Fed-Up Wendy's Franchisees Go Independent

Owner-Operators Demand Stronger Voice in Decision-Making

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CHICAGO (AdAge.com) -– A group of powerful franchisees, fed up with marketing and management practices at ailing Wendy's International, are splitting off to create an independent owner-operator association. The association, which already has 760 stores as members, is demanding a bigger voice in decision-making, including advertising.
The revolt at the No. 3 fast-food chain includes some of Wendy's largest operators, who have hired the law firm Dady & Garner in Minneapolis to set up the group, to be named the Old Fashioned Franchisee Association.
The revolt at the No. 3 fast-food chain includes some of Wendy's largest operators, who have hired the law firm Dady & Garner in Minneapolis to set up the group, to be named the Old Fashioned Franchisee Association.


Law firm hired
The revolt at the No. 3 fast-food chain includes some of Wendy's largest operators, who have hired the law firm Dady & Garner in Minneapolis to set up the group, to be named the Old Fashioned Franchisee Association. While Wendy's has been held up as the gold standard for franchisee relations, the love affair has soured after more than a year of same-store sales declines at franchisee-owned stores. In April alone, same-store sales at Wendy's declined 5.2%.

"The top line is a lot of discontent among franchisees with current management, particularly over supply issues, decision-making issues and responsiveness to franchisee concerns," said Michael Garner, a partner at the firm. "Marketing is a big issue as well." He said the franchisees "feel they have a big positive contribution to that," adding that the group doesn't believe the chain's national advertising is working.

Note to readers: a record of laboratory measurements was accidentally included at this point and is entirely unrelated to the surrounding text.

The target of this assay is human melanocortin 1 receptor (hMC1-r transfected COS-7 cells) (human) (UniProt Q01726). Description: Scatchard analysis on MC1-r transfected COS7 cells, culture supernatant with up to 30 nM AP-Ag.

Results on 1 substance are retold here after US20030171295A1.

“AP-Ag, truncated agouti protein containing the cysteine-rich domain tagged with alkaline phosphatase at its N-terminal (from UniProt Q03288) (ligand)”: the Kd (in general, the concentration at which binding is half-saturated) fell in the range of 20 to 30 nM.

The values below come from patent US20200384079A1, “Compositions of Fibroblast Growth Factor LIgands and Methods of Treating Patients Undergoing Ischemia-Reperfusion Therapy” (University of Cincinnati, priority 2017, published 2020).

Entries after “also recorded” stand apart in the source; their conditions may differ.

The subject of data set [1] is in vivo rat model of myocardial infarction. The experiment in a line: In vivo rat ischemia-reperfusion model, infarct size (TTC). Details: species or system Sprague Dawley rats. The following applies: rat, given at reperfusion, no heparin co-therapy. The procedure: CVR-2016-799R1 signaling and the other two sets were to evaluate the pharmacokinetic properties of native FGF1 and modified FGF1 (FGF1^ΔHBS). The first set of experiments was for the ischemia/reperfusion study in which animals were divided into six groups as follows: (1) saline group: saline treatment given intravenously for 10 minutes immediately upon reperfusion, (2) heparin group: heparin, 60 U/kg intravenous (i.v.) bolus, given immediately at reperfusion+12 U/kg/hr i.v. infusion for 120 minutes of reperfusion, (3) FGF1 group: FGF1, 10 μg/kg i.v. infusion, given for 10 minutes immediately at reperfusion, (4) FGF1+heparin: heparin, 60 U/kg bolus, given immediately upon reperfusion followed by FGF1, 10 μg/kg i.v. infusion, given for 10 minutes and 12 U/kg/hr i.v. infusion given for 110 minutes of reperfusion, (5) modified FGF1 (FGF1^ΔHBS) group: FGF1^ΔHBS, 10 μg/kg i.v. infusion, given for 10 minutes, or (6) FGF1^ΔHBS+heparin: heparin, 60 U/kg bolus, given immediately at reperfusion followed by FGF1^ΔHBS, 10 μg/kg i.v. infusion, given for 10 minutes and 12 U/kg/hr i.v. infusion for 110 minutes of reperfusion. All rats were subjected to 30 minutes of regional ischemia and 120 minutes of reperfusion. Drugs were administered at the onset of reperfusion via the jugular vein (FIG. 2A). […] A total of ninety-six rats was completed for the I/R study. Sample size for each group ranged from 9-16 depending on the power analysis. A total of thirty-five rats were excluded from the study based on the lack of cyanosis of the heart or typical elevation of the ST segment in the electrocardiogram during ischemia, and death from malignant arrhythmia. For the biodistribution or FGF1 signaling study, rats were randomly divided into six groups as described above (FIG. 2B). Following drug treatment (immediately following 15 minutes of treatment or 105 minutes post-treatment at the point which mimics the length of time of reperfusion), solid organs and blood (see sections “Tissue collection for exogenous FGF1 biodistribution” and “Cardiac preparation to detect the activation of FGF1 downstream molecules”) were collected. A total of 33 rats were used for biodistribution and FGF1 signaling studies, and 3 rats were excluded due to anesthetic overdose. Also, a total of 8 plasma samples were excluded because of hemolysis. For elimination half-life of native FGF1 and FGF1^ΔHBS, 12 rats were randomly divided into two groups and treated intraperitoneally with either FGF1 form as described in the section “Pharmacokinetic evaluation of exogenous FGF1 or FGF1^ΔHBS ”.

Advertising under fire
Wendy's advertising and marketing has been under fire for months as efforts begun more than a year ago under Chief Marketing Officer Ian Rowden have failed to spark positive traffic and sales. Interpublic Group of Cos.' McCann Erickson Worldgroup, New York, handles the "Do what tastes right" campaign.

"We have a great relationship with those committees and they bring forth the issues, thoughts and concerns from their constituents," said Denny Lynch, a spokesman for Wendy's. "No one is happy with our current sales environment and management is working very closely with the franchisee committees to address the same issues and other issues we bring before the committees."

'Listening tour'
Wendy's senior management team recently ended one of its regular 14-day "listening tours" where all franchisees were invited to attend and could speak directly with the management team," Mr. Lynch said. "It's not that they haven't had a chance to voice their opinion. It would be premature for us start speculating on what they want."

The franchisee group has an interim board, which Mr. Garner wouldn't identify. A first meeting is scheduled for later this month.

"There is a pervasive sense of urgency about these issues," Mr. Garner said. "Some of the guys have talked to Wendy's on an informal basis, but informal talks have not materialized or have not led to anything."
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